A medical staffer watches from a tent at one of the emergency structures that were set up to ease procedures at the Brescia hospital, northern Italy, Thursday, March 12, 2020. Italians woke up to yet further virus-containment restrictions after Premier Giuseppe Conte ordered restaurants, cafes and retail shops closed after imposing a nationwide lockdown on personal movement. For most people, the new coronavirus causes only mild or moderate symptoms, such as fever and cough. For some, especially older adults and people with existing health problems, it can cause more severe illness, including pneumonia. (AP Photo/Luca Bruno)
In 2010, Medicago, a Canadian company that has been working on a vaccine for Wuhan Flu (also known as COVID-19), was given a large portion of the $100 million given to a project dubbed Blue Angel funded by the Pentagon’s Defense Advanced Research Projects Agency, or DARPA, to build a facility in North Carolina, where they proved they were able to find a vaccines in just 20 days and subsequently quickly scale up production.
Now they say they have a vaccine for the coronavirus and could have doses ready to distribute by November if the FDA will work with them to fast-track the approval process, which can sometimes take a decade.
Medicago CEO Bruce Clark said his company could produce as many as 10 million doses a month. If regulatory hurdles can be cleared, he said in a Thursday interview, the vaccine could start to become available in November.
An Israeli research lab has also claimed to have created a vaccine. But Clark says his company’s technique, which has already been proven effective in producing vaccines for seasonal flu, is more reliable and easier to scale.
“There are a couple of others who are claiming that they have — well, we will call them vaccine[s]” for COVID-19, he said. “But they’re different technologies. Some are RNA– or DNA-based vaccines that have not yet been proven in any indication yet, let alone this one. Hopefully, they’ll be successful.”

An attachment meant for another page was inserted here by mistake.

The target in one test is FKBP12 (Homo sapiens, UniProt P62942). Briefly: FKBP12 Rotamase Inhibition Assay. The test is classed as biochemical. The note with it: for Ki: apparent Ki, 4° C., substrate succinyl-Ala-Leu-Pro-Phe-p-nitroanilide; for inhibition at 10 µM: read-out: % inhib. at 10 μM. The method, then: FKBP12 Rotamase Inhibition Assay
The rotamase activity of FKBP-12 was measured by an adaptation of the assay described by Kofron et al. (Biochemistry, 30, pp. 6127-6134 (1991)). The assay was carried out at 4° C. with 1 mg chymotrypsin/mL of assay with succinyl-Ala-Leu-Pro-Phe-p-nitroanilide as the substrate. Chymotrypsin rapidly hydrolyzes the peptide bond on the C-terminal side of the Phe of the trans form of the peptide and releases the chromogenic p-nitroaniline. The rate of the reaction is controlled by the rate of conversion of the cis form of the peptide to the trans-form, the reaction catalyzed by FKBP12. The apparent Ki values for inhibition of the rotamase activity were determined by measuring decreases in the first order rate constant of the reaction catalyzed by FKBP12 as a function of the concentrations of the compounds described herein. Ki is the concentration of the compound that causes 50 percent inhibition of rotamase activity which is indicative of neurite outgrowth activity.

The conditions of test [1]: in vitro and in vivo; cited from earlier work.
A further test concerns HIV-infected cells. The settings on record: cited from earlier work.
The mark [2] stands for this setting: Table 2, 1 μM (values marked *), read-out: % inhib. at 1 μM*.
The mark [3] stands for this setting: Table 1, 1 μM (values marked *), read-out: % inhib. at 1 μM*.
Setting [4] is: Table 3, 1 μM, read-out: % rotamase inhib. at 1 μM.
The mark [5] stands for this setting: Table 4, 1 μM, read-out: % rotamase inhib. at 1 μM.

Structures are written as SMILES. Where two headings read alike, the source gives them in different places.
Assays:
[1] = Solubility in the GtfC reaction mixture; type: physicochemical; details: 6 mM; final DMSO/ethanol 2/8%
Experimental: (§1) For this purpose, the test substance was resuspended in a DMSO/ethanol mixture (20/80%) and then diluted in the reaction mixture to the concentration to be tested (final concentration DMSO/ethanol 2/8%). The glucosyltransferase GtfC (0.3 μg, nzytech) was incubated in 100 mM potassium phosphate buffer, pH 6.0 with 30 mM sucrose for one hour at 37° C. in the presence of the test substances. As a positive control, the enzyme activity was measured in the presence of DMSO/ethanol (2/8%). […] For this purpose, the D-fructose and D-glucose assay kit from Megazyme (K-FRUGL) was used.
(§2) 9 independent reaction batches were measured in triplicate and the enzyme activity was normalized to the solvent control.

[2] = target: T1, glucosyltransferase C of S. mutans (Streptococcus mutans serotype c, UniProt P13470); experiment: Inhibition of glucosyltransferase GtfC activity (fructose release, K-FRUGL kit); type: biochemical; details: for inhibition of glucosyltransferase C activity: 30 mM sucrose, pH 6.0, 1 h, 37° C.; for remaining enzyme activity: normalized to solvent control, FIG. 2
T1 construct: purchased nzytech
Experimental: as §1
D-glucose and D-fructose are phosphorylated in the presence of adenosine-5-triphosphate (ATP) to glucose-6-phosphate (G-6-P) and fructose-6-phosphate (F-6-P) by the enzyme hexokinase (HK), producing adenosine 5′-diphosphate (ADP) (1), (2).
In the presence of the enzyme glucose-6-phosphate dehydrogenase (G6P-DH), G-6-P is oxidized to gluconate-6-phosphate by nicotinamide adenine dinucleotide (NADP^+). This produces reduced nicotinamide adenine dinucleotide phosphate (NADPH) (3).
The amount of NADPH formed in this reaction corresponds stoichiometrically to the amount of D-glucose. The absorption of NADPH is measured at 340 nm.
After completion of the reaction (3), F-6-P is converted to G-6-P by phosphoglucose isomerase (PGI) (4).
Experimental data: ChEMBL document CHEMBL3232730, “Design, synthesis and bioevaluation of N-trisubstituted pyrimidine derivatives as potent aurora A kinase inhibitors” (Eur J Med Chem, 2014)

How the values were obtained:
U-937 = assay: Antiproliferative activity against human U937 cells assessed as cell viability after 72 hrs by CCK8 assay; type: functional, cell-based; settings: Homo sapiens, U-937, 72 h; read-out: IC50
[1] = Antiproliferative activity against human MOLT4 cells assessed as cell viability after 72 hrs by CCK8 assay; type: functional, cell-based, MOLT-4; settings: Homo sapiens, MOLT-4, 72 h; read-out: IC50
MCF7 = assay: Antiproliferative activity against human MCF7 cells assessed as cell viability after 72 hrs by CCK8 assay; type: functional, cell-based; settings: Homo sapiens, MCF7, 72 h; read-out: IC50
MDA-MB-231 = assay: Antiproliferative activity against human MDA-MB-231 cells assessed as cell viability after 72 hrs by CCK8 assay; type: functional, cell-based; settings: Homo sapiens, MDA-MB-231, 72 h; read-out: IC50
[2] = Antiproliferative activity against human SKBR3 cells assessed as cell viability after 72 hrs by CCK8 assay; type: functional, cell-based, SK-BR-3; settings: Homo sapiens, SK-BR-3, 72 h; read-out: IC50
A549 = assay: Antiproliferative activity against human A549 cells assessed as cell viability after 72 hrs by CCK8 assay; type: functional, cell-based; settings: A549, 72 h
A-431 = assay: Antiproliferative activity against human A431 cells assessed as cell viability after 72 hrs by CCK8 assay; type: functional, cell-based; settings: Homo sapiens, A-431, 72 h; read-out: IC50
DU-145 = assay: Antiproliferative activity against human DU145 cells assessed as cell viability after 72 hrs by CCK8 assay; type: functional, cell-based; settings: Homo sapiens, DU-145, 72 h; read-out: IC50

Medicago says they use an innovative technique involving plants that isn’t as expensive and doesn’t take as long to develop. “[A] relatively new approach that has seen much advancement in the past decade… it inserts a genetic sequence into agrobacterium, a soil bacteria, which is taken up by plants — in this case, a close cousin to tobacco. The plant begins to produce the protein that can then be used as a vaccine. If the virus begins to mutate, as is expected for COVID-19, they can just update the production using new plants.”
Clark says his goal is to be in human studies by July and ready to distribute doses as early as November. Dr. Anthony Fauci, director of the National Institute of Allergy and Infectious Disease at the National Institutes of Health, told the U.S. House Oversight and Reform Committee on Thursday that an unnamed drug maker could have human studies going to test a vaccine in mere weeks. Fauci said that vaccine could be available in 8-12 months, which also falls in the November time frame.